Starwood and Marriott Move on Cuba
Planners on a quest to come up with new and exciting destinations have had their eye on Cuba since late-2014 when President Obama announced plans to normalize long-strained relations between the U.S. and the Caribbean island. But by and large the idea of bringing groups to Cuba was premature.
Another milestone occurred in mid-2015 when the U.S. reestablished an embassy on the island. Timing still not right. Last month, however, the idea came tantalizingly closer to fruition when U.S. airlines were granted permission to operate numerous daily round trip flights in and out of Havana’s Jose Marti International Airport.
Fast forward to this week. Timed to coincide with President Obama’s historic visit to the island—the first for a sitting U.S. President in more than 85 years—both Starwood Hotels & Resorts Worldwide and Marriott International unveil plans to operate hotels on the island, the first U.S.-based lodging companies to enter the market in nearly 60 years.
Starwood got the jump on Marriott by a day, announcing plans to convert two existing historic Havana hotels to its Luxury Collection brand as early as this year. A third Havana hotel would become part of Starwood’s Four Points by Sheraton select-service brand.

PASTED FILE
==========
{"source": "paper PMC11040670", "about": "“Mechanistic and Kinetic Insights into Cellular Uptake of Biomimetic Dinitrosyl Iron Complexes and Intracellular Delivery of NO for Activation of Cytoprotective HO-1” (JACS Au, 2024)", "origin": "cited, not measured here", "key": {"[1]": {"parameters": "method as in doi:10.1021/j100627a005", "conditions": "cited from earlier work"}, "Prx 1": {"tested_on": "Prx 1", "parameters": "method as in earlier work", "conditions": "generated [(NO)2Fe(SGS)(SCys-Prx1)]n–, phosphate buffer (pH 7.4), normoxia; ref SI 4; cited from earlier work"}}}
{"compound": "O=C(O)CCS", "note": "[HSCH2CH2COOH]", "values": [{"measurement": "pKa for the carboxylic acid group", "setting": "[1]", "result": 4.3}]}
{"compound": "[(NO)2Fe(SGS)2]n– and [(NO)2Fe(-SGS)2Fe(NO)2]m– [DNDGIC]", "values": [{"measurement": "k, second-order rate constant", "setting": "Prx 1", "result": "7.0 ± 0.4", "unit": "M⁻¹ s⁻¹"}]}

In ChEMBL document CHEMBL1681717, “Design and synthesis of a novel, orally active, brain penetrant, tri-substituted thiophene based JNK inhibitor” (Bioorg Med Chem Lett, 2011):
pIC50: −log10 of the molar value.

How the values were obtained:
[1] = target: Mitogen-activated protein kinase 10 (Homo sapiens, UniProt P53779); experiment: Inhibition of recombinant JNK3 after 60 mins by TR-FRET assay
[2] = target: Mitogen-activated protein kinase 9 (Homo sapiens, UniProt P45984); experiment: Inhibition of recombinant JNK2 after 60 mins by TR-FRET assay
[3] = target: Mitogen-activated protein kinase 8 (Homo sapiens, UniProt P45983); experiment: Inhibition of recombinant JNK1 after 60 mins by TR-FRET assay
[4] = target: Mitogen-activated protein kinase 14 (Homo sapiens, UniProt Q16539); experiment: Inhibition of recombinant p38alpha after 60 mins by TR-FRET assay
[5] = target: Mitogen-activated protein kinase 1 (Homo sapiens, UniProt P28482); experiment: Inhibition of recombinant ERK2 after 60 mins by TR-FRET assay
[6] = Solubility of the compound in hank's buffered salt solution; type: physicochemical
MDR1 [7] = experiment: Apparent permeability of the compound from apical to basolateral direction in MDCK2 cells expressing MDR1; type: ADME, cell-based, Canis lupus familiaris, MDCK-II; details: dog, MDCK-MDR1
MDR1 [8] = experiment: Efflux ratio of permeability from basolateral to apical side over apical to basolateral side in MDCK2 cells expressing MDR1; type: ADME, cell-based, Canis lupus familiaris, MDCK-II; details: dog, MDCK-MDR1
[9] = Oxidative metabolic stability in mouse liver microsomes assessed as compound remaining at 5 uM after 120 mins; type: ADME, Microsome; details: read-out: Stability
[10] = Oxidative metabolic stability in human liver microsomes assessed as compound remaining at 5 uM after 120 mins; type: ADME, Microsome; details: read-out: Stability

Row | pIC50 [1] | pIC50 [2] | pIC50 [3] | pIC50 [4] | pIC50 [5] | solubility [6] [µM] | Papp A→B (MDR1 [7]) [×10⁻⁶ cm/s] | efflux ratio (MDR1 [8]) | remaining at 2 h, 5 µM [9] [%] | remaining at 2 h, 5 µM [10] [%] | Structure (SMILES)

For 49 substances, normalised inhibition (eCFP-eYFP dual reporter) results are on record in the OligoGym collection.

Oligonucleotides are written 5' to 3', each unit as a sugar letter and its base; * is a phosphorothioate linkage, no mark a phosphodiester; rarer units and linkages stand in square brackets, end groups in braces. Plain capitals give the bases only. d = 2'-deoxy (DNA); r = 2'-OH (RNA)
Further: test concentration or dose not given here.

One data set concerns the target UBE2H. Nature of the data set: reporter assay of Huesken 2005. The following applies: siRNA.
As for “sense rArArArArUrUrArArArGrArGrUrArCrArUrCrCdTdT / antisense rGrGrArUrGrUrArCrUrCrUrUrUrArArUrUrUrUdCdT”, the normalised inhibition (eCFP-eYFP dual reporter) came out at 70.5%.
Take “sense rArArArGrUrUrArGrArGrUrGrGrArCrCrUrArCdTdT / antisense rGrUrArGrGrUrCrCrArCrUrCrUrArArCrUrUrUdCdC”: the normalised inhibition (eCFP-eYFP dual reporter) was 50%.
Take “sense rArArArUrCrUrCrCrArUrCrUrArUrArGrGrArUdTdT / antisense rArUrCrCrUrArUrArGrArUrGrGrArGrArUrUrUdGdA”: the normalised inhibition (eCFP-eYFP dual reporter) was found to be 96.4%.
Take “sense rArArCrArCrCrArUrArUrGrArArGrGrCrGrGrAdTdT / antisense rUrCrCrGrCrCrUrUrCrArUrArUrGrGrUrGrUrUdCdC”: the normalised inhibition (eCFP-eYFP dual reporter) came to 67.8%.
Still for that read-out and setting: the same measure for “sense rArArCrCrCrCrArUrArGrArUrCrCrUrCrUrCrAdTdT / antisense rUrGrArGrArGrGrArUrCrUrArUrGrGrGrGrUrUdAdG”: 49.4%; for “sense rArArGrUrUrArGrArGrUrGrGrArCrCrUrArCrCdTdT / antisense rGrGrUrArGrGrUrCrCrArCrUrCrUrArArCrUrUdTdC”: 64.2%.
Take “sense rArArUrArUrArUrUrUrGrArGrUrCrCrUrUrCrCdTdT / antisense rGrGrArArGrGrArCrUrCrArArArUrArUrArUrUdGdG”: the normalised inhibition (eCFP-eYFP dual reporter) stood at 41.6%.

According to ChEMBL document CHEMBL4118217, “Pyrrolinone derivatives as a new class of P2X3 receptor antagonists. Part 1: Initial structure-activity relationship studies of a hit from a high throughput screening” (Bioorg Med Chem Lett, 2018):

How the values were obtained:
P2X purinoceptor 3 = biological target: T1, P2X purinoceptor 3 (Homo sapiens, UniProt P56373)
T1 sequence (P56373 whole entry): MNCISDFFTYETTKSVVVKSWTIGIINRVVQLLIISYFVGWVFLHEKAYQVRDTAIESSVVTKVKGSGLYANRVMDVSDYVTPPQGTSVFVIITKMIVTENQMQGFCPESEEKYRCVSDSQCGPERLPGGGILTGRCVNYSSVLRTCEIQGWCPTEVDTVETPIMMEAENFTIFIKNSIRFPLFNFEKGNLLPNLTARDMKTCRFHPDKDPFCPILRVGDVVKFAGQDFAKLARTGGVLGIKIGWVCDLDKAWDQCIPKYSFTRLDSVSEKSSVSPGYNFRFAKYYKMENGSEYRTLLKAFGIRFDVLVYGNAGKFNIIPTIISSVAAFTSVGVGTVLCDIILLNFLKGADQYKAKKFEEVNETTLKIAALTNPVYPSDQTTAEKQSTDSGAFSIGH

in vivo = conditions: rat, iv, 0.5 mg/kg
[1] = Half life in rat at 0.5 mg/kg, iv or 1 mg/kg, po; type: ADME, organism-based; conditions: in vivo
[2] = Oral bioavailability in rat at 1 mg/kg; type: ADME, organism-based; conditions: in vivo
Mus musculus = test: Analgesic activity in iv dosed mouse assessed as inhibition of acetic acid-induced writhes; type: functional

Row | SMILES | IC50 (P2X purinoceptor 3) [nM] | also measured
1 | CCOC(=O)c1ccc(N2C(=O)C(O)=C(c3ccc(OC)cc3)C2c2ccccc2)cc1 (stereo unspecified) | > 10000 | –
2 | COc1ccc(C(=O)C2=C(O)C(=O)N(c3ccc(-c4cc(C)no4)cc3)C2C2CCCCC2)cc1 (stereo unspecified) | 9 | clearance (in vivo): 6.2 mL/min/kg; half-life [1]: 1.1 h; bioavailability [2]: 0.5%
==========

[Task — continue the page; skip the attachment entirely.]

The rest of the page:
The first property slated to join Luxury Collection, the 83-room Hotel Ingleterra, dates to 1875. It will be followed in short order by the 27-room Hotel Santa Isabela, a former palace that also dates to the nineteenth century. Starwood executives speak of undertaking renovations so extensive they include “preservation” of the historic structures.
For its part, Marriott announced it has received U.S. Treasury Department authorization to operate hotels on the island, but is only beginning to identify suitable candidates. (Interesting that Marriott is in the process of trying to acquire Starwood in a $13 billion-plus stock-plus-cash deal, pushing back a last-minute competing bid by Chinese entities.)
Resourceful planners know both the renovated Ingleterra and Santa Isabela would potentially work for small high-end, senior-level meetings as well as incentive programs. The Santa Isabela’s 27 rooms include 11 suites, making it an even better fit for executive retreats and exclusives.
But for as excited as planners may be at the prospect of introducing their attendees to such a fascinating destination as Cuba, their practical side tells them there are still numerous hurdles to overcome before groups can comfortably and safely be accommodated on the island.
What about the absence of a tourism infrastructure? Suitable ground transportation? A workforce recruited and trained to generally accepted luxury standards? Access to medical and other emergency services? Purchasing and procurement? Broadband capacity? Security?
All are possible sure enough. In due time.
Photo credits: Shutterstock.com, iStock